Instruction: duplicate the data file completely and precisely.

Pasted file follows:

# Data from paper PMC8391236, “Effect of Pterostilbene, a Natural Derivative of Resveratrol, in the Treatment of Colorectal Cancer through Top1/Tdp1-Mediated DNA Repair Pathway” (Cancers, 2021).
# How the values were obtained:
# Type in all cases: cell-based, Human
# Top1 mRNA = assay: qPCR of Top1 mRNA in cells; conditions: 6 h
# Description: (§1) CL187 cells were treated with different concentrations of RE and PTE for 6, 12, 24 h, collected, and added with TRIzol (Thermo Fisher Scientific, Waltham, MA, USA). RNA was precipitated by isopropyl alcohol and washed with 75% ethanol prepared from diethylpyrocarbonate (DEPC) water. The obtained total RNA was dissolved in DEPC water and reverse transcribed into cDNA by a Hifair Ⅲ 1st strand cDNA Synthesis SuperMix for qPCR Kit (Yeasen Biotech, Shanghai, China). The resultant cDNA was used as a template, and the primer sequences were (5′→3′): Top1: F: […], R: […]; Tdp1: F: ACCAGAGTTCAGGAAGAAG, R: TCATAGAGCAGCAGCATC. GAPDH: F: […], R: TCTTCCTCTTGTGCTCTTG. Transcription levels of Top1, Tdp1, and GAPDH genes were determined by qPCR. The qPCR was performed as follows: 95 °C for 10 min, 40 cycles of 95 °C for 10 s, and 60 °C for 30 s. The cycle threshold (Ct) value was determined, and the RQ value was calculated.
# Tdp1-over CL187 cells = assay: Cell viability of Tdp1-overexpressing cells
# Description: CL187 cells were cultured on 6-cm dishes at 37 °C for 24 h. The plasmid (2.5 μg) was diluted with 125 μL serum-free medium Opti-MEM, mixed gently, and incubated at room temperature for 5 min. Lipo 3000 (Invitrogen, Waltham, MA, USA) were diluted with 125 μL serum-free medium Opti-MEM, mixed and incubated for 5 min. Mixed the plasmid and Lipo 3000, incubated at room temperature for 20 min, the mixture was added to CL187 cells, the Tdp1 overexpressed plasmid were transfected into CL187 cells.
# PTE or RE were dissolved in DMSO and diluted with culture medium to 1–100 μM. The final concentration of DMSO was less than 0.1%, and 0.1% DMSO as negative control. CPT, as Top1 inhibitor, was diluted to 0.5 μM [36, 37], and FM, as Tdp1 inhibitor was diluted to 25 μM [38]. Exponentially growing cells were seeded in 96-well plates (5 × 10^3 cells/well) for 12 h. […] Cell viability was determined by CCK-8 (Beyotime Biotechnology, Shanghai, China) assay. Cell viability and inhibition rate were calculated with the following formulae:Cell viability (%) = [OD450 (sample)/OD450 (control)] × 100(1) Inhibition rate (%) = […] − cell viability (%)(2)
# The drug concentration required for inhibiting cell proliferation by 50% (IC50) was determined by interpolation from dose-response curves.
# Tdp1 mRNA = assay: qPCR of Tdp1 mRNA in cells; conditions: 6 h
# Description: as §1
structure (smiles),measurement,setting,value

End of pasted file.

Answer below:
# Data from paper PMC8391236, “Effect of Pterostilbene, a Natural Derivative of Resveratrol, in the Treatment of Colorectal Cancer through Top1/Tdp1-Mediated DNA Repair Pathway” (Cancers, 2021).
# How the values were obtained:
# Type in all cases: cell-based, Human
# Top1 mRNA = assay: qPCR of Top1 mRNA in cells; conditions: 6 h
# Description: (§1) CL187 cells were treated with different concentrations of RE and PTE for 6, 12, 24 h, collected, and added with TRIzol (Thermo Fisher Scientific, Waltham, MA, USA). RNA was precipitated by isopropyl alcohol and washed with 75% ethanol prepared from diethylpyrocarbonate (DEPC) water. The obtained total RNA was dissolved in DEPC water and reverse transcribed into cDNA by a Hifair Ⅲ 1st strand cDNA Synthesis SuperMix for qPCR Kit (Yeasen Biotech, Shanghai, China). The resultant cDNA was used as a template, and the primer sequences were (5′→3′): Top1: F: […], R: […]; Tdp1: F: ACCAGAGTTCAGGAAGAAG, R: TCATAGAGCAGCAGCATC. GAPDH: F: […], R: TCTTCCTCTTGTGCTCTTG. Transcription levels of Top1, Tdp1, and GAPDH genes were determined by qPCR. The qPCR was performed as follows: 95 °C for 10 min, 40 cycles of 95 °C for 10 s, and 60 °C for 30 s. The cycle threshold (Ct) value was determined, and the RQ value was calculated.
# Tdp1-over CL187 cells = assay: Cell viability of Tdp1-overexpressing cells
# Description: CL187 cells were cultured on 6-cm dishes at 37 °C for 24 h. The plasmid (2.5 μg) was diluted with 125 μL serum-free medium Opti-MEM, mixed gently, and incubated at room temperature for 5 min. Lipo 3000 (Invitrogen, Waltham, MA, USA) were diluted with 125 μL serum-free medium Opti-MEM, mixed and incubated for 5 min. Mixed the plasmid and Lipo 3000, incubated at room temperature for 20 min, the mixture was added to CL187 cells, the Tdp1 overexpressed plasmid were transfected into CL187 cells.
# PTE or RE were dissolved in DMSO and diluted with culture medium to 1–100 μM. The final concentration of DMSO was less than 0.1%, and 0.1% DMSO as negative control. CPT, as Top1 inhibitor, was diluted to 0.5 μM [36, 37], and FM, as Tdp1 inhibitor was diluted to 25 μM [38]. Exponentially growing cells were seeded in 96-well plates (5 × 10^3 cells/well) for 12 h. […] Cell viability was determined by CCK-8 (Beyotime Biotechnology, Shanghai, China) assay. Cell viability and inhibition rate were calculated with the following formulae:Cell viability (%) = [OD450 (sample)/OD450 (control)] × 100(1) Inhibition rate (%) = […] − cell viability (%)(2)
# The drug concentration required for inhibiting cell proliferation by 50% (IC50) was determined by interpolation from dose-response curves.
# Tdp1 mRNA = assay: qPCR of Tdp1 mRNA in cells; conditions: 6 h
# Description: as §1
structure (smiles),measurement,setting,value